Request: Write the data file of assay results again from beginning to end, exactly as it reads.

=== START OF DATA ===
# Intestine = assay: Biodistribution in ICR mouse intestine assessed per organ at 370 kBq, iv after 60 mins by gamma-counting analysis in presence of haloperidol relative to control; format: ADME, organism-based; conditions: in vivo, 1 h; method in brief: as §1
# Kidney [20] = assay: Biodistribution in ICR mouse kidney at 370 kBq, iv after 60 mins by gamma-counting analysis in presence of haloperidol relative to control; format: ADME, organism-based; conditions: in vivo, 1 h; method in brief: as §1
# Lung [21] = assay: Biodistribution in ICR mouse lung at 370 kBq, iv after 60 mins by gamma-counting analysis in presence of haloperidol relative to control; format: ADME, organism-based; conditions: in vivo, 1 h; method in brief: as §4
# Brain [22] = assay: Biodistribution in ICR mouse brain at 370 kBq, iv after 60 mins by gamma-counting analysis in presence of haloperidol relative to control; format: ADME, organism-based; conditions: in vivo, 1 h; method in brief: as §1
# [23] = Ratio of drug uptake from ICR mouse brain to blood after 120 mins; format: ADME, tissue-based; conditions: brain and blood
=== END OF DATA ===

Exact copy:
# Intestine = assay: Biodistribution in ICR mouse intestine assessed per organ at 370 kBq, iv after 60 mins by gamma-counting analysis in presence of haloperidol relative to control; format: ADME, organism-based; conditions: in vivo, 1 h; method in brief: as §1
# Kidney [20] = assay: Biodistribution in ICR mouse kidney at 370 kBq, iv after 60 mins by gamma-counting analysis in presence of haloperidol relative to control; format: ADME, organism-based; conditions: in vivo, 1 h; method in brief: as §1
# Lung [21] = assay: Biodistribution in ICR mouse lung at 370 kBq, iv after 60 mins by gamma-counting analysis in presence of haloperidol relative to control; format: ADME, organism-based; conditions: in vivo, 1 h; method in brief: as §4
# Brain [22] = assay: Biodistribution in ICR mouse brain at 370 kBq, iv after 60 mins by gamma-counting analysis in presence of haloperidol relative to control; format: ADME, organism-based; conditions: in vivo, 1 h; method in brief: as §1
# [23] = Ratio of drug uptake from ICR mouse brain to blood after 120 mins; format: ADME, tissue-based; conditions: brain and blood